Unlucky in Love
GIUSEPPE PENNISI visits Pisa for
The Tales of Hoffmann
The Tales of Hoffmann
In Jacques Offenbach's Les contes d'Hoffmann, the protagonist (a poet and a would-be womanizer, but with very little luck) tells his life and unlucky love stories to a group of drinking buddies while awaiting his latest would-be conquest, an opera singer, Stella, who is performing in Mozart's Don Giovanni. The stories he tells are more bitter than sweet; in each act, he courts unsuccessfully a different woman. When Don Giovanni is over and Stella arrives, the poor fellow is totally drunk. Of course, she goes out to dinner (and what not) with some other chap. Some time ago, I reviewed the joint production of the English National Opera and the Munich National Theater [Innovative Dramaturgy, 6 August 2012]. Now, a new production has just started to tour Italy. It is a joint venture between small provincial theatres (in Pisa, Livorno, Lucca and Novara), all performed in very attractive buildings with an important traditional past when Italy was divided into a series of independent States. They receive very limited central government support and some assistance from the local authorities as well as from local sponsors. They have to make do on shoe string budgets. Thus, it was daring to stage an opera as complex as Les contes d'Hoffmann. I saw it on 8 February 2014 at its debut in Pisa's Teatro Verdi.
Richard Jones is the mastermind of the London and Munich production. Jones shuns librettist Jules Barbier's stage indications and locates the piece within an interior world. The opera's three tales are played out in variants of Hoffmann's own study, re-imagined each time to suggest his creative mind at work within its own environment. Up until the opera's close (when Stella, his true love, finds him sprawled under his desk in a stupor) nothing we see is real — not even the swarm of students who crawl out of the woodwork during the Prologue, nor indeed the evil Lindorf, here a figure conjured by the Muse herself as a somewhat neutered emblem of darkness. Jones and his designer, Giles Cadle, carry off this reinvention brilliantly, and with the storylines rendered intact there is little here to irritate even the most literally-minded of spectators. In Jones' staging, Hoffmann is not the usual garrulous taproom raconteur, but a depressive alcoholic at a artistic standstill.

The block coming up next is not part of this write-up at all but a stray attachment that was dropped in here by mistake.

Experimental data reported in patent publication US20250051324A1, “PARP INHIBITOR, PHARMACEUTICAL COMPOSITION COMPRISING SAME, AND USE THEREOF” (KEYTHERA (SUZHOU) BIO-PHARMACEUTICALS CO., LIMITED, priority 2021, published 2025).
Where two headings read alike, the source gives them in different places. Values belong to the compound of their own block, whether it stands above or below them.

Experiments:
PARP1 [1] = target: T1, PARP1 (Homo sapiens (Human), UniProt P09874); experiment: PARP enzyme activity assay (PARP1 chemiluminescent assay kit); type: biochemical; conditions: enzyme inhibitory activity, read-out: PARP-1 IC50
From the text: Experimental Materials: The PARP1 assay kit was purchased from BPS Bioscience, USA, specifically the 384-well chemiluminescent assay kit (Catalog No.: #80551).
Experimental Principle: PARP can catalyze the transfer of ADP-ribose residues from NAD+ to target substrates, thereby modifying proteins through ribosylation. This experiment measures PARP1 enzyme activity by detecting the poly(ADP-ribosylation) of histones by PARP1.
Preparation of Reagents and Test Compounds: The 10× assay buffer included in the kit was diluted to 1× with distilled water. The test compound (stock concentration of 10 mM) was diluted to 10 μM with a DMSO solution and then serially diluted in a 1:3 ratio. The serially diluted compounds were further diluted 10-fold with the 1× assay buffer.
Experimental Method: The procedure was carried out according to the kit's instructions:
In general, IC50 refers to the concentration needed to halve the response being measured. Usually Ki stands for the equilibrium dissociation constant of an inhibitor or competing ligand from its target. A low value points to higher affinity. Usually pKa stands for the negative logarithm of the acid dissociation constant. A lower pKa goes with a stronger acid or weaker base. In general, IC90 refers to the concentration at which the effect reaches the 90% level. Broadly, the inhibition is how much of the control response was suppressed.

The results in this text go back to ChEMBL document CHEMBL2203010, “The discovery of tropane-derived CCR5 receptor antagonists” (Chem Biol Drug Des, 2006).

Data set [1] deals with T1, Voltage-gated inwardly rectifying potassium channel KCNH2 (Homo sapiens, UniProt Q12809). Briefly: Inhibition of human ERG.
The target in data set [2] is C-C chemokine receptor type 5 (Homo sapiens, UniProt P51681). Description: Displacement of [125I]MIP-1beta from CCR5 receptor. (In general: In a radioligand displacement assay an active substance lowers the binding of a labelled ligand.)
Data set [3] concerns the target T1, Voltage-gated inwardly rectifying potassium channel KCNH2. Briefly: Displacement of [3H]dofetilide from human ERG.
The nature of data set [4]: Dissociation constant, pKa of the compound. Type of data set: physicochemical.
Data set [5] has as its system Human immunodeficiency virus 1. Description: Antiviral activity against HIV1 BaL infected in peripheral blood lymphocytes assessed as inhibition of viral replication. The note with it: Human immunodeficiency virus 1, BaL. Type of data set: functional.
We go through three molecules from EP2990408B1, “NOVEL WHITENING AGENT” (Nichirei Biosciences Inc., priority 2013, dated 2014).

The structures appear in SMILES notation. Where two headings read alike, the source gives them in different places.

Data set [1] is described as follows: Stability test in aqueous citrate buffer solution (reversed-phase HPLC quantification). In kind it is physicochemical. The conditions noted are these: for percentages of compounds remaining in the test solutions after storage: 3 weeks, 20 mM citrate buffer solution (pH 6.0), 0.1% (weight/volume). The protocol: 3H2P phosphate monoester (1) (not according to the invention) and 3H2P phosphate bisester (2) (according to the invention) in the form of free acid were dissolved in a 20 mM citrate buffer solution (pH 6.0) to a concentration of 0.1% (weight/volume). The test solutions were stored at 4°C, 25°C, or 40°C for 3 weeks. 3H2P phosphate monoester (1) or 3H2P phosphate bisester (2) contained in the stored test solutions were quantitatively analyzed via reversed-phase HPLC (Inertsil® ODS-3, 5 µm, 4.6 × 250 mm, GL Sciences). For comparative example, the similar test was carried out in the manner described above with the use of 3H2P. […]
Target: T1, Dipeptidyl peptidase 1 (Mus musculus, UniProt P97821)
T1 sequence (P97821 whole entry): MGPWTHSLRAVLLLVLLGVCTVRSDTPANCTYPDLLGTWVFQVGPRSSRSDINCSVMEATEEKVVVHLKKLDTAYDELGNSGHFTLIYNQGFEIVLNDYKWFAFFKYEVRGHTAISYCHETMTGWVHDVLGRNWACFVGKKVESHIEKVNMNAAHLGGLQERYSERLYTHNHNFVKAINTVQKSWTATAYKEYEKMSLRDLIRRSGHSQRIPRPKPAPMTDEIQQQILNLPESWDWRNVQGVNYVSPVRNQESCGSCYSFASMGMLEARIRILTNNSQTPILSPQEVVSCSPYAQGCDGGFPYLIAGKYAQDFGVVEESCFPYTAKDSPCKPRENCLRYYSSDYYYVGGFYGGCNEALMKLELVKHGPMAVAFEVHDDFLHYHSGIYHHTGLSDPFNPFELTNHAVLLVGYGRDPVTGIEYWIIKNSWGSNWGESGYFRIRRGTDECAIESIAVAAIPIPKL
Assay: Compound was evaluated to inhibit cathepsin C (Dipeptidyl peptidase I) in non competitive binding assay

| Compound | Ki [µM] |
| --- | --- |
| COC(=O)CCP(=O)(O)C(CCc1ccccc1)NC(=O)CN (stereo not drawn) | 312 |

In Pisa, on a budget of 85,000 euros per performance (including sets, costumes and payments to soloists, orchestra, chorus and artistic staff — ie director, conductor, costumes and set designer and lighting specialist), the whole production is entrusted to young people with the exception of the conductor, Guy Condette. The dramaturgy is in the hands of a team in their mid-thirties (Nicola Zorzi, stage direction; Mauro Tinti, sets; Elena Cicorella costumes; Michele Della Mea, lighting). The action is moved to the beginning of the twentieth century, the time of silent cinema; the second act is in a movie theatre where a silent film is being shown and Antonia plays the piano (and sings) to accompany it. There is a basic single set and only a few props make the action move from Nuremberg to Munich and then on to Venice and back to Nuremberg. Hoffmann is not a depressive alcoholic but a happy would-be-womanizer, but his attempts to conquest ladies fail all the time. The singers are young, good looking and act very well. Hoffmann is a handsome twenty-eight-year-old Brazilian (Max Jota), his challenger (either in conquering women or in preventing the protagonist to reach is love goals) is twenty-three-year-old baritone Federico Cavarzan in the four roles of Lindorf, Coppelius, Doctor Miracle and Dappertutto. The main women (Madina Serebryakova Karbeli, Claudia Sasso, Valentina Boi and Marta Leung Kwing Chung) are an international group in their twenties and early thirties. Both the orchestra and the chorus are cooperative ventures of young musicians and singers. Selections were made in June 2013 after auditions. Then, four training sessions — a week each -- were held in Lucca, Novara, Livorno and Pisa, before starting rehearsal.
The overall result is quite good. The production picks up on the sweet-and-sour flavor of Les contes d'Hoffmann. The action is as fast as in the silent films. Acting is excellent. Singing of good standard and will, no doubt, improve as the staging travels from theatre to theatre.
In Pisa the audience was enthralled. It is good to see so many young people devote their lives to music.